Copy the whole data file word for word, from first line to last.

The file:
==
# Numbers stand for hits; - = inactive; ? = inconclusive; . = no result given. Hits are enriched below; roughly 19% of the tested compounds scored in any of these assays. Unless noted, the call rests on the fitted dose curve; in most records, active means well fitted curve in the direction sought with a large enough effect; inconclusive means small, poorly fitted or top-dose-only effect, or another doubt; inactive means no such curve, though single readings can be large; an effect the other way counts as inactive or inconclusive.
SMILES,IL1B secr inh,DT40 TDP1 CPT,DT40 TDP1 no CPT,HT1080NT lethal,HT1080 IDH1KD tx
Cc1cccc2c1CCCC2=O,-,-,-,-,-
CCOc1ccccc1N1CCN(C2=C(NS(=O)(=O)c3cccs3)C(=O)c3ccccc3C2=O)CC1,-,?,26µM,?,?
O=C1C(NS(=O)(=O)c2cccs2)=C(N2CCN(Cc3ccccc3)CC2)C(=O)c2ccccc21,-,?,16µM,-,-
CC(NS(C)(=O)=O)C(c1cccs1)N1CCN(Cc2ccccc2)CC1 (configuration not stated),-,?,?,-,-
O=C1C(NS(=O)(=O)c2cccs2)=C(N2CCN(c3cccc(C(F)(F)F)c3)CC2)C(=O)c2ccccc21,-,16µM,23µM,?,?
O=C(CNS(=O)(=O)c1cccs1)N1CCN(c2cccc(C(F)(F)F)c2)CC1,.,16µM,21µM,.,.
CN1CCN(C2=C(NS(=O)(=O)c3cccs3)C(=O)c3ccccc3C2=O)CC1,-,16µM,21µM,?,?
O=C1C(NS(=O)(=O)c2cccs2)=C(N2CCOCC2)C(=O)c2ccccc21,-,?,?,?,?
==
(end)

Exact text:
# Numbers stand for hits; - = inactive; ? = inconclusive; . = no result given. Hits are enriched below; roughly 19% of the tested compounds scored in any of these assays. Unless noted, the call rests on the fitted dose curve; in most records, active means well fitted curve in the direction sought with a large enough effect; inconclusive means small, poorly fitted or top-dose-only effect, or another doubt; inactive means no such curve, though single readings can be large; an effect the other way counts as inactive or inconclusive.
SMILES,IL1B secr inh,DT40 TDP1 CPT,DT40 TDP1 no CPT,HT1080NT lethal,HT1080 IDH1KD tx
Cc1cccc2c1CCCC2=O,-,-,-,-,-
CCOc1ccccc1N1CCN(C2=C(NS(=O)(=O)c3cccs3)C(=O)c3ccccc3C2=O)CC1,-,?,26µM,?,?
O=C1C(NS(=O)(=O)c2cccs2)=C(N2CCN(Cc3ccccc3)CC2)C(=O)c2ccccc21,-,?,16µM,-,-
CC(NS(C)(=O)=O)C(c1cccs1)N1CCN(Cc2ccccc2)CC1 (configuration not stated),-,?,?,-,-
O=C1C(NS(=O)(=O)c2cccs2)=C(N2CCN(c3cccc(C(F)(F)F)c3)CC2)C(=O)c2ccccc21,-,16µM,23µM,?,?
O=C(CNS(=O)(=O)c1cccs1)N1CCN(c2cccc(C(F)(F)F)c2)CC1,.,16µM,21µM,.,.
CN1CCN(C2=C(NS(=O)(=O)c3cccs3)C(=O)c3ccccc3C2=O)CC1,-,16µM,21µM,?,?
O=C1C(NS(=O)(=O)c2cccs2)=C(N2CCOCC2)C(=O)c2ccccc21,-,?,?,?,?